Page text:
I've solved a number of Star Battle puzzles, but once in a while some of them seem much harder than others. This has also been noted earlier here.

It seems as if I'm missing some technique to be able to make progress on this one - apart from guessing and seeing if that results in a contradiction later on. Can anyone share some insight?

Image of unsolved Star Battle puzzle


2 Answers 2


For the next step:

Look at the bottom four rows. Three regions are entirely contained in those rows, so they contribute 6 stars. Now look at the 11-cell region on the right side. It only has three cells outside of the bottom 4 rows, and they are configured so that they can contain at most one star. This means that for the 6-cell region at left, only one of its cells in the bottom 4 rows contains a star, so R6C2 must contain a star as well.

You also have some logic to exclude stars:

from R2C6 and R3C8 with the snaky 8-cell region at top. Each of the remaining L-triominos can only have one star, so each has one.

One other thing:

Look in the right-most 5 columns. Four regions are entirely contained, so the remaining 2 stars must be in a 6-cell range: R3C6-R6C6 plus R5C7 and R6C7. The 2x2 square in the lower region then contains at most one star, which breaks things open.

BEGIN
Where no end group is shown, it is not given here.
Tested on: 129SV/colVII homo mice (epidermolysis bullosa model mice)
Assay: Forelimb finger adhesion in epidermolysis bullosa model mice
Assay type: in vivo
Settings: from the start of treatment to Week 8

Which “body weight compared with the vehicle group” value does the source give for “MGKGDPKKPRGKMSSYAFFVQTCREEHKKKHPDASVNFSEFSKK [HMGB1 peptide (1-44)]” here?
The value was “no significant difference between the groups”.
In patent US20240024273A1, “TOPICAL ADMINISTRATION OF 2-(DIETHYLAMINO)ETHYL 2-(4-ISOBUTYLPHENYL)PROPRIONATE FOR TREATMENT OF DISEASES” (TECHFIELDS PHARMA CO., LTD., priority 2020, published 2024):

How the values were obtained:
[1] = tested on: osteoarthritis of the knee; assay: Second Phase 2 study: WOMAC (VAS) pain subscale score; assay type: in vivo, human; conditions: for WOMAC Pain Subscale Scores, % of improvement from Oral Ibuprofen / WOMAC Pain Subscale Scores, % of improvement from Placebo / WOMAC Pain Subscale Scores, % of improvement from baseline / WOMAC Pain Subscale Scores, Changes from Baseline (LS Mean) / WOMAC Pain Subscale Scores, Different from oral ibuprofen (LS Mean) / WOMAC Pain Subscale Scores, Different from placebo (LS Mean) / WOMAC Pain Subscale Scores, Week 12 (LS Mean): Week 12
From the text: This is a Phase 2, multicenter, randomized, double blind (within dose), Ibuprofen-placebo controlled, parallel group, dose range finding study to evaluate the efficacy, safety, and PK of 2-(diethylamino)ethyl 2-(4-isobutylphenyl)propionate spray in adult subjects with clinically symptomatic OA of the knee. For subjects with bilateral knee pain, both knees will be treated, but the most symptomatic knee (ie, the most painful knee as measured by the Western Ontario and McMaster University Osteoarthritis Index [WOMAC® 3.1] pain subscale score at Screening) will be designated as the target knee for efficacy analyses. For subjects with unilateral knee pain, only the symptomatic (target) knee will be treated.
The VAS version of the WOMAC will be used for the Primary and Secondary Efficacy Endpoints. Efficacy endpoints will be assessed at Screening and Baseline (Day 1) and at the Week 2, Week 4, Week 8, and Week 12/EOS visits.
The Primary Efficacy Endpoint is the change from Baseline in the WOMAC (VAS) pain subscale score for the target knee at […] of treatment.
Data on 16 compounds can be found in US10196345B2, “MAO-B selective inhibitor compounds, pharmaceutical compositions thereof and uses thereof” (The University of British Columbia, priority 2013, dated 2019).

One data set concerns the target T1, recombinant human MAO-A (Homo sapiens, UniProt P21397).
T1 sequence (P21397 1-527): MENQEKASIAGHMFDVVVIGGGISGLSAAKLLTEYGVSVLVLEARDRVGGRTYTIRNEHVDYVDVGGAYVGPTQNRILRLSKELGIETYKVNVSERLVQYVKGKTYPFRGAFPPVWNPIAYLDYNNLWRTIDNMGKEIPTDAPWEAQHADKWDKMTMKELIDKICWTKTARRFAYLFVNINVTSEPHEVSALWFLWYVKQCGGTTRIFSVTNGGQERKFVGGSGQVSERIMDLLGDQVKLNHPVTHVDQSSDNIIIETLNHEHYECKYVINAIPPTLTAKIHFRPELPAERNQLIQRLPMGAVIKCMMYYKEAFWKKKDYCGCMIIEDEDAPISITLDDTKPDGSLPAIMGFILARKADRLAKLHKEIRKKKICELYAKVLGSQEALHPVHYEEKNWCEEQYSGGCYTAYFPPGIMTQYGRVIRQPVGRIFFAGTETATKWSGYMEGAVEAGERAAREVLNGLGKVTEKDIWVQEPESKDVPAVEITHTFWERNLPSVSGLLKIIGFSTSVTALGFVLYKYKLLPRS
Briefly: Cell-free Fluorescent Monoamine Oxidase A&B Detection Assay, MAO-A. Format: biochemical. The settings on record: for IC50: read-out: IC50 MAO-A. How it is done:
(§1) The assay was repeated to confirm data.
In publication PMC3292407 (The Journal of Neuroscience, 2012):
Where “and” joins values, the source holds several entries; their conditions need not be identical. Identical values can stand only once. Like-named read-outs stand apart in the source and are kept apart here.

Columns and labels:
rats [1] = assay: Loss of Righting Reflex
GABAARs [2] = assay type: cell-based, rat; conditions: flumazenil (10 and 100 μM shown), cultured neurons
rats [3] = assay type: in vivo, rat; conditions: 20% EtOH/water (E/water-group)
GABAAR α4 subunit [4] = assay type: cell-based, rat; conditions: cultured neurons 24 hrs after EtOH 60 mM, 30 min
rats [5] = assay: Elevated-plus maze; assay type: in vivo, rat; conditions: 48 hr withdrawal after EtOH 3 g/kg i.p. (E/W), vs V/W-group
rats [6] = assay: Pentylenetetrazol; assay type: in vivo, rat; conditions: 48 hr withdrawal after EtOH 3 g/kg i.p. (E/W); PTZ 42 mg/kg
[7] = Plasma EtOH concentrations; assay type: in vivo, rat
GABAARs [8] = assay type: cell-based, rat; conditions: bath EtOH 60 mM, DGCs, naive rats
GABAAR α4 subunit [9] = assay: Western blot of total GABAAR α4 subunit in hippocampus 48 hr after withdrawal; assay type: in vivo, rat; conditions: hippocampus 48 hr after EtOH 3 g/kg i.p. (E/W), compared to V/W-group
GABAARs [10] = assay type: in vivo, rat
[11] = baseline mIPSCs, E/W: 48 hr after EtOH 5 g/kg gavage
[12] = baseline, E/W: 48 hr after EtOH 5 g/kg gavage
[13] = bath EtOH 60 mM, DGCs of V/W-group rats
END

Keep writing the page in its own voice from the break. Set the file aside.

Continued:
You can try dividing the grid in some useful fashion. For example, if you look at the area inside the blue rectangle here:

The grid with some rooms highlighted in pink and yellow

You know the area with the blue border has to have 8 stars. Six of them come from the three rooms fully inside the blue rectangle, highlighted in pink. The rooms highlighted in yellow can have at most one star outside of the blue border. So to keep the blue area to a total of 8 stars, both of the yellow areas must have a star outside of the blue rectangle. This gets us one step further, and you can continue from there:

Grid with additional star


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